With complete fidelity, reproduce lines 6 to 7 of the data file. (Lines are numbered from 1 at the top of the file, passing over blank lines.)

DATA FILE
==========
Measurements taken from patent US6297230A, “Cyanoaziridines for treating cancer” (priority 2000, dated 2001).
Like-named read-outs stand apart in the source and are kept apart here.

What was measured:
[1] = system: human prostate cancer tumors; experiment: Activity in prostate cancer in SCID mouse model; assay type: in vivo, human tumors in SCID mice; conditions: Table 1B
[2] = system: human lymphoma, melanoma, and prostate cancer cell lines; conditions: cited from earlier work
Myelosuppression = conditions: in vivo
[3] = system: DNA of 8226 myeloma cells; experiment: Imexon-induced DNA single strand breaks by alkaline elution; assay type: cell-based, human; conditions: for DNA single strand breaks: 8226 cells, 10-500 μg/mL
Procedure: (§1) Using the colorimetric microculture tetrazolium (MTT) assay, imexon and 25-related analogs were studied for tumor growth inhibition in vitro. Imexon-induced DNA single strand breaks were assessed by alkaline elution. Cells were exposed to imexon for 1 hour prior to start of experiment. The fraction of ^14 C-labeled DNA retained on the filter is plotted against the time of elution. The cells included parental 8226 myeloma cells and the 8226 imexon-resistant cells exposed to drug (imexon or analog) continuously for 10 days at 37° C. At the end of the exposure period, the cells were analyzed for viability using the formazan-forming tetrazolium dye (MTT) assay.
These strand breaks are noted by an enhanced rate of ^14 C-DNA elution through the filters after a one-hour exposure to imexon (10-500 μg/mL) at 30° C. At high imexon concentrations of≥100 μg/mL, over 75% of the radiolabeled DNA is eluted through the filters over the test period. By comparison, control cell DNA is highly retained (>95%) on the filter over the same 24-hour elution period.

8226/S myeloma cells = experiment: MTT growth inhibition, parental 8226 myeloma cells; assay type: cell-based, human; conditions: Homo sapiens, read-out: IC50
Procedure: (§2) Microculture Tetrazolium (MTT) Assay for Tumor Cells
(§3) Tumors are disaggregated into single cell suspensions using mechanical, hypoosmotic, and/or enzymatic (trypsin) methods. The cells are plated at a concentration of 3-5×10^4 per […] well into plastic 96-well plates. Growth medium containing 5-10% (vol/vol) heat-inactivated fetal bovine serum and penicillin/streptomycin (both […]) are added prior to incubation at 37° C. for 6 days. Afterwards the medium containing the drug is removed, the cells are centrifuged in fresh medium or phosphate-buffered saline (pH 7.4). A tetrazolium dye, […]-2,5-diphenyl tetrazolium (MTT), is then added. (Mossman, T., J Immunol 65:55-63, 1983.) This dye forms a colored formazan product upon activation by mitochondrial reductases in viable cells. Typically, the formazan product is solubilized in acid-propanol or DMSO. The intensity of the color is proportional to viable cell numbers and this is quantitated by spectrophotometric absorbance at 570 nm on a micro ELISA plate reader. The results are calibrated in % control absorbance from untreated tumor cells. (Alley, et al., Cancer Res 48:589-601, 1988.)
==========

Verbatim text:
Myelosuppression = conditions: in vivo
[3] = system: DNA of 8226 myeloma cells; experiment: Imexon-induced DNA single strand breaks by alkaline elution; assay type: cell-based, human; conditions: for DNA single strand breaks: 8226 cells, 10-500 μg/mL